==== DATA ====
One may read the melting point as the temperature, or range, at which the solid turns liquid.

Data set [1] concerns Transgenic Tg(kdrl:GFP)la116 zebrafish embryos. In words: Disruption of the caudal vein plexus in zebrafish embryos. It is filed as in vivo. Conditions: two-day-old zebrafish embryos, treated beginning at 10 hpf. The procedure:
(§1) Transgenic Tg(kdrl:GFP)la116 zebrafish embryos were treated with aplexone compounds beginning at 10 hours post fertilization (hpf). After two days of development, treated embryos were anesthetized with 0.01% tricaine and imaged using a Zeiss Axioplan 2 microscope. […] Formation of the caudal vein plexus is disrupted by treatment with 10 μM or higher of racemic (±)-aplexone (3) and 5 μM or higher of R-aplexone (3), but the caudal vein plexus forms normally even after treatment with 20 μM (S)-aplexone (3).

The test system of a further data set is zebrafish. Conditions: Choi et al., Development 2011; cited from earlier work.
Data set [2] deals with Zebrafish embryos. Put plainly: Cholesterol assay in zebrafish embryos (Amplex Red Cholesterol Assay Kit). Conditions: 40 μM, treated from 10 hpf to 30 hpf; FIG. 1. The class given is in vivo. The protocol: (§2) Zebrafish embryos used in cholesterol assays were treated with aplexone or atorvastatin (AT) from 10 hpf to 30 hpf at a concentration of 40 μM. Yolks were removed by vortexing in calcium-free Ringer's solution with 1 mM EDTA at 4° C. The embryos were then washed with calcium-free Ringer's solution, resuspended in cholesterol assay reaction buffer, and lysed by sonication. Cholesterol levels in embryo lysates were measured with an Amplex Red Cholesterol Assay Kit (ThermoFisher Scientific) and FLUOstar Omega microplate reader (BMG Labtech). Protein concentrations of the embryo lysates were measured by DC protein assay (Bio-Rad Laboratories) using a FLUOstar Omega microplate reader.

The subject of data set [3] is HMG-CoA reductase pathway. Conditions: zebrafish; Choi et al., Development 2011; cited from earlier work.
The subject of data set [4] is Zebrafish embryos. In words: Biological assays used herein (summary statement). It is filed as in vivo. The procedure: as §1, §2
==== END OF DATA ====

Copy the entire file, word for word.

One may read the melting point as the temperature, or range, at which the solid turns liquid.

Data set [1] concerns Transgenic Tg(kdrl:GFP)la116 zebrafish embryos. In words: Disruption of the caudal vein plexus in zebrafish embryos. It is filed as in vivo. Conditions: two-day-old zebrafish embryos, treated beginning at 10 hpf. The procedure:
(§1) Transgenic Tg(kdrl:GFP)la116 zebrafish embryos were treated with aplexone compounds beginning at 10 hours post fertilization (hpf). After two days of development, treated embryos were anesthetized with 0.01% tricaine and imaged using a Zeiss Axioplan 2 microscope. […] Formation of the caudal vein plexus is disrupted by treatment with 10 μM or higher of racemic (±)-aplexone (3) and 5 μM or higher of R-aplexone (3), but the caudal vein plexus forms normally even after treatment with 20 μM (S)-aplexone (3).

The test system of a further data set is zebrafish. Conditions: Choi et al., Development 2011; cited from earlier work.
Data set [2] deals with Zebrafish embryos. Put plainly: Cholesterol assay in zebrafish embryos (Amplex Red Cholesterol Assay Kit). Conditions: 40 μM, treated from 10 hpf to 30 hpf; FIG. 1. The class given is in vivo. The protocol: (§2) Zebrafish embryos used in cholesterol assays were treated with aplexone or atorvastatin (AT) from 10 hpf to 30 hpf at a concentration of 40 μM. Yolks were removed by vortexing in calcium-free Ringer's solution with 1 mM EDTA at 4° C. The embryos were then washed with calcium-free Ringer's solution, resuspended in cholesterol assay reaction buffer, and lysed by sonication. Cholesterol levels in embryo lysates were measured with an Amplex Red Cholesterol Assay Kit (ThermoFisher Scientific) and FLUOstar Omega microplate reader (BMG Labtech). Protein concentrations of the embryo lysates were measured by DC protein assay (Bio-Rad Laboratories) using a FLUOstar Omega microplate reader.

The subject of data set [3] is HMG-CoA reductase pathway. Conditions: zebrafish; Choi et al., Development 2011; cited from earlier work.
The subject of data set [4] is Zebrafish embryos. In words: Biological assays used herein (summary statement). It is filed as in vivo. The procedure: as §1, §2